Controversial Ukrainian blogger / journalist Kotsaba freed after 18 months in prison
Ruslan Kotsaba, a controversial blogger and Ukraine’s first Amnesty International prisoner of conscience in 5 years, has had his conviction and 3.5-year sentence for supposed obstruction of the Ukrainian Armed Forces quashed. He was released in the courtroom after over 18 months held in detention.
As reported, on May 12, 2016 the Ivano-Frankivsk City Court found Kotsaba guilty of obstructing the legitimate activities of the Ukrainian Armed Forces over a video in which he expressed his negative attitude to mobilization. The court did, however, acquit him of the more serious, and absurd, charge of ‘state treason’. The journalist and blogger was sentenced to three and a half years. He had already spent 14 months in detention by that time.
Since the prosecution had asked for 13 years, the fact that the court rejected the more serious of the charges already demonstrated some degree of independence, but not enough since both charges were extremely dubious.
So too was Kotsaba’s ongoing detention, which prompted Amnesty International in its annual
Kotsaba was arrested on Feb 7, 2015 and charged with State treason (Article 111 § 1 of Ukraine’s Criminal Code) and under Article 114-1 § 1. The latter article covers espionage, although in Kotsaba’s case, he was accused of having obstructed the lawful activities of the Armed Forces and other military formations.
The charges were based on a video in which he opposed the mobilization drive in Ukraine, on his cooperation with Russian pro-Kremlin media and, effectively, on his expression of his views.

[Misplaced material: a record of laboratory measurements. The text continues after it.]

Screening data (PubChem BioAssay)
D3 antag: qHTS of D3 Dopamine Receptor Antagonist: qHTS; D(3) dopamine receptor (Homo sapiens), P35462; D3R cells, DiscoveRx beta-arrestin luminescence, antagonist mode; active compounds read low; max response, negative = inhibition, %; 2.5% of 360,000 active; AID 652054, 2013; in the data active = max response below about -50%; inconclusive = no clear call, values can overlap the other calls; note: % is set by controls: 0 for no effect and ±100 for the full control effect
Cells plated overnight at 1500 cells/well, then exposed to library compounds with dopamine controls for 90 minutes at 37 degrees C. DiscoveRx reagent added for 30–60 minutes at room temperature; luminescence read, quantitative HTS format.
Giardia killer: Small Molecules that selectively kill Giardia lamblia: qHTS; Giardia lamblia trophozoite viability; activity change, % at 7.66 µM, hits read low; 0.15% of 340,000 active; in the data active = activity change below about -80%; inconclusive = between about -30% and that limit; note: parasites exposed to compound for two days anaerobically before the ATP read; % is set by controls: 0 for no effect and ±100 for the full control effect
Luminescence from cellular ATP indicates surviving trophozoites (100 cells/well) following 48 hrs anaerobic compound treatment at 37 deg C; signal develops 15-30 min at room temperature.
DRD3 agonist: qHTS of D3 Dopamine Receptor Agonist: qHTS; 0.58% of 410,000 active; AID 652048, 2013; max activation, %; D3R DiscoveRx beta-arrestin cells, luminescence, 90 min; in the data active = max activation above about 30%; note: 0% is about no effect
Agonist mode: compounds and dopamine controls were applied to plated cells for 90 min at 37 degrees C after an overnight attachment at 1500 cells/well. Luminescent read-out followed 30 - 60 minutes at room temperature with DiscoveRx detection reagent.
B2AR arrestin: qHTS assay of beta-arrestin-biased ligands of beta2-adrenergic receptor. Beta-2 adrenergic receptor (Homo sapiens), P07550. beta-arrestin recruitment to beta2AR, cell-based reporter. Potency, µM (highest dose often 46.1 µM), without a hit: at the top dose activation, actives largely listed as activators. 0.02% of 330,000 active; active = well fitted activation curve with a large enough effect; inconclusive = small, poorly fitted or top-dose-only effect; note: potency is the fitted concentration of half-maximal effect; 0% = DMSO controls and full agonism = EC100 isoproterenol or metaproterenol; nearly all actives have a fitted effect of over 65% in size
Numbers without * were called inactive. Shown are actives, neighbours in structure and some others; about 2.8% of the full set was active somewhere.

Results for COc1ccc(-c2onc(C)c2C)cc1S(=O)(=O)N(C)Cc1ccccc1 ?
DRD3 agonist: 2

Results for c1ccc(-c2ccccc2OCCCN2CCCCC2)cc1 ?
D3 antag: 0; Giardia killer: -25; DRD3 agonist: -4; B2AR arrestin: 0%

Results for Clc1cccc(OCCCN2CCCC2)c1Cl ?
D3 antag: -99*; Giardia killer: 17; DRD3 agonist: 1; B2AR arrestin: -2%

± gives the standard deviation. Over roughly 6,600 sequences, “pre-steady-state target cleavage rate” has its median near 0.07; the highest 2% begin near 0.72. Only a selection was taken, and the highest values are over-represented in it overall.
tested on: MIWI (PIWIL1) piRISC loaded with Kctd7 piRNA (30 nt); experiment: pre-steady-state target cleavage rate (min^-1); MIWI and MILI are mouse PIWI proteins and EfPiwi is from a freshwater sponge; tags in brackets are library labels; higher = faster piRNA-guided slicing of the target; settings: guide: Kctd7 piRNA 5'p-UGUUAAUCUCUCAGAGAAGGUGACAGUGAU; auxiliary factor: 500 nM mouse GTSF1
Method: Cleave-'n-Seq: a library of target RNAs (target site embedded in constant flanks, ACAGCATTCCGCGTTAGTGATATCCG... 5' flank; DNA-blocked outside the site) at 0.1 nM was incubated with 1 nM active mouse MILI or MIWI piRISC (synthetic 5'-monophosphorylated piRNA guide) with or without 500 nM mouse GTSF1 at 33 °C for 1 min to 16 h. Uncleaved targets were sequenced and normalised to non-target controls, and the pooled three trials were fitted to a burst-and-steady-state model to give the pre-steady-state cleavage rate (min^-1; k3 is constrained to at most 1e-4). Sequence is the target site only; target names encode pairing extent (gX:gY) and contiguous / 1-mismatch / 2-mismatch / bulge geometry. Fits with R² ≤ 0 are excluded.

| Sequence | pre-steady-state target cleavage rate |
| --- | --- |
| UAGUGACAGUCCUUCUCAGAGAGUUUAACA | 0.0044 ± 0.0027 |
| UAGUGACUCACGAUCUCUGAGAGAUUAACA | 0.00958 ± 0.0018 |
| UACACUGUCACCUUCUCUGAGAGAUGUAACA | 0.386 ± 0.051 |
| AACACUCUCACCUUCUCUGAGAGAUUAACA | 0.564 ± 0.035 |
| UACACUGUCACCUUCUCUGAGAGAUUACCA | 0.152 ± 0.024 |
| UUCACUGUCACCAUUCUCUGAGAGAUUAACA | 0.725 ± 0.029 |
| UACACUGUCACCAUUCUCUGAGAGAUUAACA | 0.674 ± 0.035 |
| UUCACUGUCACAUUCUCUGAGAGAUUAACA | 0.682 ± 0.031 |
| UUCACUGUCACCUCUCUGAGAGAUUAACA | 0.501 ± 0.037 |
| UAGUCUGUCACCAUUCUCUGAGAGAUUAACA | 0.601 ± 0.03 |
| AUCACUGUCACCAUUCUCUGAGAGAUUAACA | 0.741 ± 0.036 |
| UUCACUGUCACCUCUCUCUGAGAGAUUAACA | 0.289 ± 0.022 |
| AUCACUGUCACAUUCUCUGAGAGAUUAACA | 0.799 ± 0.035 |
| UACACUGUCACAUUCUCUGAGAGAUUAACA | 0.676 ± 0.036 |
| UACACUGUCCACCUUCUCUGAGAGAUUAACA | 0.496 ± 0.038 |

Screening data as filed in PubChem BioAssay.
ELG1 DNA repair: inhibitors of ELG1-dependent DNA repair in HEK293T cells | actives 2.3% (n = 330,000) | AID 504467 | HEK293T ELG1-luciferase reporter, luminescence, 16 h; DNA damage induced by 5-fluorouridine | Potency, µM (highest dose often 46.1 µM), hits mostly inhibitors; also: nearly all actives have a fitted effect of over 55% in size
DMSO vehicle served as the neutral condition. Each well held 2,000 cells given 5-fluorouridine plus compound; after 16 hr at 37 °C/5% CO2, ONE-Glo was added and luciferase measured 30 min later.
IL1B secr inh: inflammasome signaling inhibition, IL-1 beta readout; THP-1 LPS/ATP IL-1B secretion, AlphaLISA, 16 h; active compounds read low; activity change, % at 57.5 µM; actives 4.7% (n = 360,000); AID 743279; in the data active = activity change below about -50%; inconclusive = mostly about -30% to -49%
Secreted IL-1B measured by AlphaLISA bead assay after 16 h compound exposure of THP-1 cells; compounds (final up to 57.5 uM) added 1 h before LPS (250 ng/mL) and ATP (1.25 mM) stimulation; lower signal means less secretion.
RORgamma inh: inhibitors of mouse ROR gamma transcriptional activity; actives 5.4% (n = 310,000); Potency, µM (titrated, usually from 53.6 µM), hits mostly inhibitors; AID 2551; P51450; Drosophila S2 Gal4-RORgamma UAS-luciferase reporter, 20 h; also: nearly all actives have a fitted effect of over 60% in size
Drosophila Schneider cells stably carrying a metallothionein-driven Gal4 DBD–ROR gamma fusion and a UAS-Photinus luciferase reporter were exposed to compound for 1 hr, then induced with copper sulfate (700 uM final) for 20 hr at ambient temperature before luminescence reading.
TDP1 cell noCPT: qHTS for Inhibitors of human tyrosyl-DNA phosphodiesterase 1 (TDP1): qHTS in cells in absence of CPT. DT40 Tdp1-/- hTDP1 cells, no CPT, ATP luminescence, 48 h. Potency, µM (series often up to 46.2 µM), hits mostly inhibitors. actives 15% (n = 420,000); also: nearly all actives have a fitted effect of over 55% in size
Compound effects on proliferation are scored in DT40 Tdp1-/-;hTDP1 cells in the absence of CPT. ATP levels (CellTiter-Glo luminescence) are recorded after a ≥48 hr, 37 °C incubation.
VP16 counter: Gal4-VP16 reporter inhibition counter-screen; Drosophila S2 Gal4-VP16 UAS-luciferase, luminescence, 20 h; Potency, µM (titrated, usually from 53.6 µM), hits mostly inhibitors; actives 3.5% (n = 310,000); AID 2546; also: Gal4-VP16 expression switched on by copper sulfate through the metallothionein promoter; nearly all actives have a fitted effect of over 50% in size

The video had, in fact, been seen by a very modest number of people until the SBU – Ukraine’s Security Service - made its author well-known. By now it has been viewed by over 437 thousand people and remains freely
There are many Ukrainians who are fully aware that Russia is the real aggressor but who also consider the mobilization to be legally questionable since Ukraine has not formally declared a state of war.
There were simply no grounds for the more serious charge of state treason, and the court hearings were an embarrassment, with the only witnesses effectively only expressing outrage at Kotsaba’s views. It is galling, therefore, that the prosecution continued to ask for a conviction for treason.
The lack of substance to the case was seen also in the indictment’s list of occasions where Kotsaba entirely legally gave interviews to Ukrainian and Russian television channels. During these he spoke about his video and expressed the view that the events in eastern Ukraine constitute civil war. There was only one occasion where a Russian channel offered Kotsaba money for his reports which he himself always posted on YouTube.
Ukraine’s Independent Media Union of Ukraine
Kotsaba’s collaboration with the Russian media, his assertions about a ‘civil war’ and denial of the essentially undeniable role of Russian soldiers and mercenaries in Donbas certainly antagonized many people. There are many views that in a democratic country we find repugnant but must live with. There were no laws preventing him from giving interviews to the Russian media, nor, thankfully, to stop him expressing his views. All too late in the day, this has been confirmed by a Ukrainian court.